16 Aug 2013
But the precision optics and optical metrology company sees signs of a semiconductor rebound.
Zygo has posted a net profit of $7.9 million for its full fiscal year 2013, down sharply from the figure of $43 million reported a year ago.
That reflected the continuing low level of demand coming from the semiconductor sector, which accounts for some 40% of the company’s sales either directly or indirectly – and most obviously through Zygo’s high-precision optics used in lithography applications.
The ongoing trough of demand from semiconductor equipment makers, which began in early 2012, saw Zygo’s annual revenues drop 10% to $149.4 million in the year ended June 30, compared with fiscal 2012.
But Chris Koliopoulos, Zygo’s CEO, declared himself pleased with the result nonetheless, commenting in a company statement:
"Zygo did well to generate a reasonable profit in fiscal 2013, in a challenging and changing economic environment which resulted in below-target revenue.”
The good news for the Middlefield, Connecticut, company is that bookings have picked up recently – just last week it announced a new $2 million order for high-precision assemblies from a key equipment maker – amid signs that the semiconductor sector is finally gathering some momentum. Backing up that theory are the latest book-to-bill figures for the North American semiconductor equipment industry, which show a continued recovery.
“We enter fiscal 2014 with a strong backlog,” Koliopoulos continued (official backlog as of June 30 of $89 million was up from $68 million the prior year). “New products we developed in support of the 450 mm wafer size transition in the semiconductor equipment market are being adopted by our customers, and initial orders have been booked in the last half of fiscal 2013.”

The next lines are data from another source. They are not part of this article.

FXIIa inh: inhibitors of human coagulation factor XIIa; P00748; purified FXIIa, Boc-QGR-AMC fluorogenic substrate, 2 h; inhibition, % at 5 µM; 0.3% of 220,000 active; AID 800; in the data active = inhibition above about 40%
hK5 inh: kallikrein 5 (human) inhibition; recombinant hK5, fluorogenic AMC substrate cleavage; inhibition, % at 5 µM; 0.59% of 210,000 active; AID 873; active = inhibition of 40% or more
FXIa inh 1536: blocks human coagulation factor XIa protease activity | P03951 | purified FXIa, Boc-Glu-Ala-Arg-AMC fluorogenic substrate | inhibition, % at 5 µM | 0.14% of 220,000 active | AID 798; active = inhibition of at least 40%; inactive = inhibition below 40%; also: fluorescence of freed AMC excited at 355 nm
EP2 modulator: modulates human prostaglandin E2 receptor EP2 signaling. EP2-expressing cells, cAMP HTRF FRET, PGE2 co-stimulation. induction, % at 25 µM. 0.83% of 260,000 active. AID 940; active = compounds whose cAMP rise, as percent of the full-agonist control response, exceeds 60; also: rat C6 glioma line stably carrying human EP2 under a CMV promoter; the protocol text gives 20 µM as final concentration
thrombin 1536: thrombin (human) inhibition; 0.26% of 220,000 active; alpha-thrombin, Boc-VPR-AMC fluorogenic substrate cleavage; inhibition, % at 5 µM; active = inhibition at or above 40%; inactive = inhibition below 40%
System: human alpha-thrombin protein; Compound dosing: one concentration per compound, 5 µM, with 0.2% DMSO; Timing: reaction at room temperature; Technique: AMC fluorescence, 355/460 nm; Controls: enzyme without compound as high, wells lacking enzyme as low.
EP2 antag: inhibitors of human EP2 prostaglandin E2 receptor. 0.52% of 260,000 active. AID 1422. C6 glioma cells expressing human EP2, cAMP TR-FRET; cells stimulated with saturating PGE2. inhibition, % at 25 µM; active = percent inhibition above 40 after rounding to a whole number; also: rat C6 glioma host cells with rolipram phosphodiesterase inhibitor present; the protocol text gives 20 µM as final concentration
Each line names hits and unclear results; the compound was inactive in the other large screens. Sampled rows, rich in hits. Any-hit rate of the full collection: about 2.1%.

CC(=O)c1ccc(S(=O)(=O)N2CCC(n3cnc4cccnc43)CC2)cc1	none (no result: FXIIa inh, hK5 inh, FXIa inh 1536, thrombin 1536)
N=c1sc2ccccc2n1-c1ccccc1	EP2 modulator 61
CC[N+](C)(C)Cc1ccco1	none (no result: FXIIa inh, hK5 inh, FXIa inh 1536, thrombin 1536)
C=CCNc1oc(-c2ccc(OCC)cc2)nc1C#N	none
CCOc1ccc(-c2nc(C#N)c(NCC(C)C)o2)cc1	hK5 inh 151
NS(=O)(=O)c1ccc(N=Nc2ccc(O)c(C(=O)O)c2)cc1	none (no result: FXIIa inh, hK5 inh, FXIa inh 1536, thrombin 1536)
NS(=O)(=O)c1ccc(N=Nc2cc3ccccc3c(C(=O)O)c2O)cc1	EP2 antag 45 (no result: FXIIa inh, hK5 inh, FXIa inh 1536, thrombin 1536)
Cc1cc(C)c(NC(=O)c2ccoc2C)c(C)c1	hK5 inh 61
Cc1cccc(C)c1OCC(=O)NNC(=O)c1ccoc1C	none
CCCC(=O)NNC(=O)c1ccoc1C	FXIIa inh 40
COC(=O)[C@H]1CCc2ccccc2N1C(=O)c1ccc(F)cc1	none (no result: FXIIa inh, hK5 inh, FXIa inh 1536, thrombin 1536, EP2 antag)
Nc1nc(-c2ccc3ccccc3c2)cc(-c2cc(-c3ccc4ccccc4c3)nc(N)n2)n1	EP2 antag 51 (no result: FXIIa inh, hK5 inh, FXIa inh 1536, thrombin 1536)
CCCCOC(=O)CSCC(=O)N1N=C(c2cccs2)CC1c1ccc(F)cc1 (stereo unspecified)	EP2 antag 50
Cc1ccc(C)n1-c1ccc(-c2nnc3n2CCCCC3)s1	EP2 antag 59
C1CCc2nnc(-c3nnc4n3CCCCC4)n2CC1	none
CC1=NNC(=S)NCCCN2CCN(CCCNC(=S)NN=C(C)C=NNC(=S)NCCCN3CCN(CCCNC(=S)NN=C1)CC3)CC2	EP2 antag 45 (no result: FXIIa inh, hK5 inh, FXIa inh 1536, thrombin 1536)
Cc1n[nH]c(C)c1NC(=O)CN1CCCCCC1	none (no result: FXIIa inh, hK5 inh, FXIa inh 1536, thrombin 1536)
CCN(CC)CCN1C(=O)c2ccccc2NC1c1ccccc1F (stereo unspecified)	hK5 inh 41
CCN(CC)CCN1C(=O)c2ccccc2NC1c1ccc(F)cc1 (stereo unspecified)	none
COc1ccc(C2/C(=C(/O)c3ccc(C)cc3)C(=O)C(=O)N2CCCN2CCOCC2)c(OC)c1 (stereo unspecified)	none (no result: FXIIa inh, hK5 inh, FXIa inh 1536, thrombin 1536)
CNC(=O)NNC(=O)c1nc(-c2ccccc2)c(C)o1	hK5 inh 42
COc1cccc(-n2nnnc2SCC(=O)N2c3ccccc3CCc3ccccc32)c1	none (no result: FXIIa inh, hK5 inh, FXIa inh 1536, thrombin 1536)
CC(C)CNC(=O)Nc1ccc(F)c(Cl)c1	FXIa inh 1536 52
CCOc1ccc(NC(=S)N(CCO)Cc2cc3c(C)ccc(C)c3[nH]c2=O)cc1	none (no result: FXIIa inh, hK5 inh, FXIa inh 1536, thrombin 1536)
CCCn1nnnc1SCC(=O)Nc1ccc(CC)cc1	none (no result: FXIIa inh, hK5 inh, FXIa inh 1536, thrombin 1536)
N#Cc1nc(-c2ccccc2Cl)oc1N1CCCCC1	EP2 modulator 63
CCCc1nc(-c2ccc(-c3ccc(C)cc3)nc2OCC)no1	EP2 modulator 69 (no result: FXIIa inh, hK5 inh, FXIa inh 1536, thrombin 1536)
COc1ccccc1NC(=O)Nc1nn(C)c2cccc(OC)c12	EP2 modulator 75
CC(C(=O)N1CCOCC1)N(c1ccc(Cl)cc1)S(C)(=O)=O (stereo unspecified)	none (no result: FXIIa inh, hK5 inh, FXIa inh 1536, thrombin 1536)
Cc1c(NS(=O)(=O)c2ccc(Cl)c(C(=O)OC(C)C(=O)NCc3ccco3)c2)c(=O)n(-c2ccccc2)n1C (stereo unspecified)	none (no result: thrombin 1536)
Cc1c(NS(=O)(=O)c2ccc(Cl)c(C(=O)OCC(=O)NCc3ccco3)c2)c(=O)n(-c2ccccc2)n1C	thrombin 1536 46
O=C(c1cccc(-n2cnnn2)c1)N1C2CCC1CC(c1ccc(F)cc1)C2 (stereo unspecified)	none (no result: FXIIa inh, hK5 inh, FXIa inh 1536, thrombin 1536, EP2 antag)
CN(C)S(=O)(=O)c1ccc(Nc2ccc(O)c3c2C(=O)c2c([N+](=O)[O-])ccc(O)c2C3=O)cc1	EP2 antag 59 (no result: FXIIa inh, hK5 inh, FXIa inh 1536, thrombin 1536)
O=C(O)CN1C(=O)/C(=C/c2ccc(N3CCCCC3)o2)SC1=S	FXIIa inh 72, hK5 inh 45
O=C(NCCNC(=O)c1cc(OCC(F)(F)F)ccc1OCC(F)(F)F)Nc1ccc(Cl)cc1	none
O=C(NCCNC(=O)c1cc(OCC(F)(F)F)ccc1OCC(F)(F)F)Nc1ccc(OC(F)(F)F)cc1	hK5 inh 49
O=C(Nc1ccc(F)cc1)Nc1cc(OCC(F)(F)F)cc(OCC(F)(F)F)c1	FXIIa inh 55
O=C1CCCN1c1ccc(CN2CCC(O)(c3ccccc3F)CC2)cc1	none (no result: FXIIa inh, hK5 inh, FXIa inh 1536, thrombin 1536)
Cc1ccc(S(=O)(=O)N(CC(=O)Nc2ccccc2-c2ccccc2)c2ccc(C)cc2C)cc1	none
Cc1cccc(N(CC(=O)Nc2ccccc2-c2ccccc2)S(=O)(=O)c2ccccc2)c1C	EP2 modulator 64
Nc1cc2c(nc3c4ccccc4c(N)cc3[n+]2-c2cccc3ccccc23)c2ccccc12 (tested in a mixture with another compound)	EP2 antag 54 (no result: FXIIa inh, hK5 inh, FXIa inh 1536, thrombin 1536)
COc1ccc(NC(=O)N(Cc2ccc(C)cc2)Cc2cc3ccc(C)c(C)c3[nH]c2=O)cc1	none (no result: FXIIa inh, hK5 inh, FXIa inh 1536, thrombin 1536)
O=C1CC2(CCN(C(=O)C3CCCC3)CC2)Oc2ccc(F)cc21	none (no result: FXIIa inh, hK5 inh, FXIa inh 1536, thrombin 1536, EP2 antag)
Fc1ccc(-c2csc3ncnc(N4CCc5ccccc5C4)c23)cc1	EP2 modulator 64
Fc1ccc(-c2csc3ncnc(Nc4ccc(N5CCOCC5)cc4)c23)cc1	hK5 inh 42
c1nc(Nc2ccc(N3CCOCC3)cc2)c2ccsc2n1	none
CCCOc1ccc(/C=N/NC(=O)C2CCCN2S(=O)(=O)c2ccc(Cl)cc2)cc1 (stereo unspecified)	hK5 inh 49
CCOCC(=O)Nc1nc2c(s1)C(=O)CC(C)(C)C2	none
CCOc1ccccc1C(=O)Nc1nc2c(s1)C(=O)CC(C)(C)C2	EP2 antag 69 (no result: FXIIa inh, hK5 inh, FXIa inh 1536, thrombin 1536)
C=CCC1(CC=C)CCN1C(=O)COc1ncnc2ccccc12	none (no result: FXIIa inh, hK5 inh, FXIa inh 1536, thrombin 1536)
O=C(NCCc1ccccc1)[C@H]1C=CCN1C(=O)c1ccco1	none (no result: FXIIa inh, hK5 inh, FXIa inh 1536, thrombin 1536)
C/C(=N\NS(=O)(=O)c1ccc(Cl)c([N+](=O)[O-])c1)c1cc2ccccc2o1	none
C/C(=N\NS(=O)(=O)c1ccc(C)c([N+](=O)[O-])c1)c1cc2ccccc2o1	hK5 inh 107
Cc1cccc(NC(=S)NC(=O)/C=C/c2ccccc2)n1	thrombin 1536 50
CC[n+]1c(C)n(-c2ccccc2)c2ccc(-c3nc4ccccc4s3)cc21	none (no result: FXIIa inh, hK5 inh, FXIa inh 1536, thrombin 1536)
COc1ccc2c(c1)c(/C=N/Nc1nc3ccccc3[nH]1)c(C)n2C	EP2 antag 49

“We anticipate production orders to begin later in fiscal 14 and continue as 450 mm wafer semiconductor tools are delivered in quantity.”
Koliopoulos, adding that the market trough “now appears [to be] behind us”, also pointed to the company’s construction of a new 110,000 ft2 manufacturing facility in Tucson, Arizona, that is expected to provide a boost to company profits by replacing two older facilities with a more streamlined operation.
With bookings in the closing quarter of the year rising nearly 20% on the same period last year to reach $42 million, Koliopoulos is hopeful of building on that momentum with new products, saying:
“Within our core metrology business we will soon be introducing new innovative products which we expect to not only increase market share but also expand the markets we are targeting.”
However, Zygo gave no financial guidance for forthcoming financial quarters, and in early trading following the earnings announcement the company’s stock slipped back slightly to $14.50 – equivalent to a market capitalization of just under $270 million.
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